At PICA we recognise that we are situated within the unceded lands of the Whadjuk people of the Noongar Nation. We pay our respects and offer our gratitude to Elders past and present, and to those emerging leaders in the community. We acknowledge all Aboriginal and Torres Strait Islander people and the importance of their care and continued connection to culture, community and Country.

Always was, always will be.

Our foyer is open today 10am–5pm. Our exhibitions are always free.

Spirit of Giving: DIY Potato Print Gift Wrapping

Spirit of Giving: DIY Potato Print Gift Wrapping

Make your own handmade wrapping and cards this festive season with PICA!

Inspired by Elizabeth Willing’s installation Roost, craft your potato printed creation at PICA’s Kids Christmas Market presented by AWESOME Arts

Featuring 30 stalls from the next generation of makers, enjoy live entertainment, activities and the giant geometric igloo as part of the Rio Tinto Christmas Light Trail. 

Experience Elizabeth Willing’s potato-printed linen and our final exhibition of the year, The Purple Shall Govern by Roberta Joy Rich.

About the Artists

Elizabeth Willing is a Meanjin (Brisbane)-based visual artist whose works are performative and often participatory explorations of food and hosting.  Working across mediums, Willing explores the role of food in our daily lives, creating works that engage audiences through sight, smell, taste, and touch. Willing is the recipient of PICA’s inaugural Judy Wheeler Commission supported by the Simpson Family. 

In her work at PICA Willing has hand-printed an unstretched linen canvas using kipfler potatoes, a signature material of her practice. Printed in a deep brick red, the organic, jostling forms are suggestive of yeast, bacteria or body cells viewed under a microscope. Linen is a material associated with hosting and domesticity, while the activity of potato printing recalls childhood crafts and the history of the PICA building as a school. Lining the edges of the linen in embroidered text, Willing presents a series of words associated with smells she experienced across Perth, with the artwork’s title, Roost, a specific reference to a scent encountered behind the PICA building.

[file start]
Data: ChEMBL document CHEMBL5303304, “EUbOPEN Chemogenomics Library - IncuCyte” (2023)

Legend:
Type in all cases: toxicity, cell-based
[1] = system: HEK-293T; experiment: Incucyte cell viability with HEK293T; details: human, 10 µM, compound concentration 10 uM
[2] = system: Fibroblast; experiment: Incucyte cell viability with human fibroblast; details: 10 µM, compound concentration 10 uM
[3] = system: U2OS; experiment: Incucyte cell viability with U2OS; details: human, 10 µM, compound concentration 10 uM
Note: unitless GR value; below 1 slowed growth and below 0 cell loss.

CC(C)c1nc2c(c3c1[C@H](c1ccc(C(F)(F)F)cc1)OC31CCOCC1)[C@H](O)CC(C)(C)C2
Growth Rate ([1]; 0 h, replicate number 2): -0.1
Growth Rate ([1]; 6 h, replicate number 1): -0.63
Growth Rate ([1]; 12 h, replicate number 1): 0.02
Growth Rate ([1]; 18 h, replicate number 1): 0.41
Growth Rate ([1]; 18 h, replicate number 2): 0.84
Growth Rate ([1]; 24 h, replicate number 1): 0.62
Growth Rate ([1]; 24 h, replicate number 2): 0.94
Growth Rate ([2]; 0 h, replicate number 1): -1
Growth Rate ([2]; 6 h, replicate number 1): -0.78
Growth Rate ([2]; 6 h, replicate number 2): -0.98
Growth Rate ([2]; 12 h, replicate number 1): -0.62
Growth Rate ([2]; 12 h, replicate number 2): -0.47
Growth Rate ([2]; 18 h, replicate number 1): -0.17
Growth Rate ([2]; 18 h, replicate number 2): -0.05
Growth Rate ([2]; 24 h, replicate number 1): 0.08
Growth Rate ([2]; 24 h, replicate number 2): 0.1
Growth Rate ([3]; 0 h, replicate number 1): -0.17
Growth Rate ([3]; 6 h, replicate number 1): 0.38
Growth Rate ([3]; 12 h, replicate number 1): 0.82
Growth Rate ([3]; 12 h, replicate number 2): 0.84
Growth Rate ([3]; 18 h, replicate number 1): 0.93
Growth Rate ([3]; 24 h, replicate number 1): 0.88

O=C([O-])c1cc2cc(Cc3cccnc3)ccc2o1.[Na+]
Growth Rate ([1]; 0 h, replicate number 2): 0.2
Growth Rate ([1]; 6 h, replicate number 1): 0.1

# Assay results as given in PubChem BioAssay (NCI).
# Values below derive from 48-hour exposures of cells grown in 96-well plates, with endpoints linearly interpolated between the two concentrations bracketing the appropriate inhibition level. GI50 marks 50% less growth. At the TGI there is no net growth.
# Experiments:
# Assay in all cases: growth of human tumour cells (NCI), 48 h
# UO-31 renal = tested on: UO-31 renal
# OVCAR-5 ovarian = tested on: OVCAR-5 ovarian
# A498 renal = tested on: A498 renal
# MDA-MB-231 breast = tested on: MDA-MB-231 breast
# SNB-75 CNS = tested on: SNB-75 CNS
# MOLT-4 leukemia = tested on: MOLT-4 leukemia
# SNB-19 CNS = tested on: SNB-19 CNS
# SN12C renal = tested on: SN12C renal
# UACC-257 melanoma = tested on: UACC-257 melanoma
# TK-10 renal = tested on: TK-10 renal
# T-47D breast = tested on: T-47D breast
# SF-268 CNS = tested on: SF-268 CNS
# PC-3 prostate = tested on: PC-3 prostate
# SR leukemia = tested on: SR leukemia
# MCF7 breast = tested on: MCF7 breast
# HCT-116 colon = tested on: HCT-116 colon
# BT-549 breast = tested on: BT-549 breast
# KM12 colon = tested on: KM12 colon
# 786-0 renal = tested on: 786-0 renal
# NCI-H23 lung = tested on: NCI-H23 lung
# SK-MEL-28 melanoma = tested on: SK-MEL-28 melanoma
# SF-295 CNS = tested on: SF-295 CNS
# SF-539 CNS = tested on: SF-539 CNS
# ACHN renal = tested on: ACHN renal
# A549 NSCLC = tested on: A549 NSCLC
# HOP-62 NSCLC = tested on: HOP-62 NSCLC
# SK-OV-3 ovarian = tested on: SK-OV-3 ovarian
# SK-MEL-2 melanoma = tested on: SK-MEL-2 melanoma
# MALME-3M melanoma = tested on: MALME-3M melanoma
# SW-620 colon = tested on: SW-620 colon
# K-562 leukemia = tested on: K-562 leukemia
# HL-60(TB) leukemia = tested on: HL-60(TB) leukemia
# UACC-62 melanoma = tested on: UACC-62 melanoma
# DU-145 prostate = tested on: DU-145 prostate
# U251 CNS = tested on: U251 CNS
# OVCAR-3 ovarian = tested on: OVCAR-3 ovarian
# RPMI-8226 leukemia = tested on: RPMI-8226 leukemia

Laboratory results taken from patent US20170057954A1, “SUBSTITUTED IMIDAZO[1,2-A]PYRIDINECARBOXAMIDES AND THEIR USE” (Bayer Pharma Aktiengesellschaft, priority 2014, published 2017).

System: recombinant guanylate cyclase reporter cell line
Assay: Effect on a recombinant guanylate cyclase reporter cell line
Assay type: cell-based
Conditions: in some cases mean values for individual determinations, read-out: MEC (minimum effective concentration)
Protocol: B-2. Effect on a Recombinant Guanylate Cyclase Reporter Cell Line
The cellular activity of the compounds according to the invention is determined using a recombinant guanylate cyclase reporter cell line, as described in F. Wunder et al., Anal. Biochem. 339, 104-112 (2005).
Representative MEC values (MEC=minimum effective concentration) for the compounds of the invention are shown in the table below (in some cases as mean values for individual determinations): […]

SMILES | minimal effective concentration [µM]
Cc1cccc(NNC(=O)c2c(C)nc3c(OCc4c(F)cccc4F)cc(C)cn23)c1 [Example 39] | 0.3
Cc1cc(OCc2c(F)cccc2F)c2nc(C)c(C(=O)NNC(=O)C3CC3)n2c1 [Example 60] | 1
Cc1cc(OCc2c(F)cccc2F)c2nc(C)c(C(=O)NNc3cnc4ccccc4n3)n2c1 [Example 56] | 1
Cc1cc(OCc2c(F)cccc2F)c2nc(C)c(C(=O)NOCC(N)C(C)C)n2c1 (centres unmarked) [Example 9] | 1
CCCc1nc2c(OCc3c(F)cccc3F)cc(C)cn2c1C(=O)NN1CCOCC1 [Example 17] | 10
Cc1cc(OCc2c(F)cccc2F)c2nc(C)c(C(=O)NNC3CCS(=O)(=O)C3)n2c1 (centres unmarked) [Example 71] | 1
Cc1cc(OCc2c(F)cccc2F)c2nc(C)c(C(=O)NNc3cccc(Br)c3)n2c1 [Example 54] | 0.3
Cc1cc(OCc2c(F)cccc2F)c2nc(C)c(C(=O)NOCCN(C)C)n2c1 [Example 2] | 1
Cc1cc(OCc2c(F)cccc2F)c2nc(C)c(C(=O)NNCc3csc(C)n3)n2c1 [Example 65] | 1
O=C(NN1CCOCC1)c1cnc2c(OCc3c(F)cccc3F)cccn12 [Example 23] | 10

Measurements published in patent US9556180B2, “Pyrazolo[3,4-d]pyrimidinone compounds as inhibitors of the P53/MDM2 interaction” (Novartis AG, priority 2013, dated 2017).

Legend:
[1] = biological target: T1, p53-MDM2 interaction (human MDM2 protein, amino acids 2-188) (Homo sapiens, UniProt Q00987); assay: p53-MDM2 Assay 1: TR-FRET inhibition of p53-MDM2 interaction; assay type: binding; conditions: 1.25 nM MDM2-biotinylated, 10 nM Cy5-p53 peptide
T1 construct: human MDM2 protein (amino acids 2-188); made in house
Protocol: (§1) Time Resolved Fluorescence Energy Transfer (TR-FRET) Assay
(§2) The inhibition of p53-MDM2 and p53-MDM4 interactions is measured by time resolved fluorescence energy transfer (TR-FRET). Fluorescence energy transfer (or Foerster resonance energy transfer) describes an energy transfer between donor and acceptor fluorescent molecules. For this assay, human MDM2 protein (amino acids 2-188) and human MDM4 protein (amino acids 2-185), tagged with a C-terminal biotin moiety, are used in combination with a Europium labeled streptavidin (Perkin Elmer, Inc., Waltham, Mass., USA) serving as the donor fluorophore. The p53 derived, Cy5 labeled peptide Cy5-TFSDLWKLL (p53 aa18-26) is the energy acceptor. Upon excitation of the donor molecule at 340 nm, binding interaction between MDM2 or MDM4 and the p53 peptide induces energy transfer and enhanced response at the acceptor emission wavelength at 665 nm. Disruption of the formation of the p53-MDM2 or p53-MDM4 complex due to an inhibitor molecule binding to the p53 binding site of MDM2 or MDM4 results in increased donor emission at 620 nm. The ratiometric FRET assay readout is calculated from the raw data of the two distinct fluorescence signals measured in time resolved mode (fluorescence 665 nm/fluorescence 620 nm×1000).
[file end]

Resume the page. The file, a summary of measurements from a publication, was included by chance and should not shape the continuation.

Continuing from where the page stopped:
Evoking a wide array of experiences, perceptions and reactions, each detail of Roost tells a piece of a larger story, unfolding into a broader consideration of the rituals and experiences of hospitality, the materiality of food and its relationship with our bodies, and the many varied tastes (and smells) of our city. 


Image: AWESOME Arts, AWESOME Festival 2024: Mess Hall with Samantha Hughes, 2023, photo: Tristan McKenzie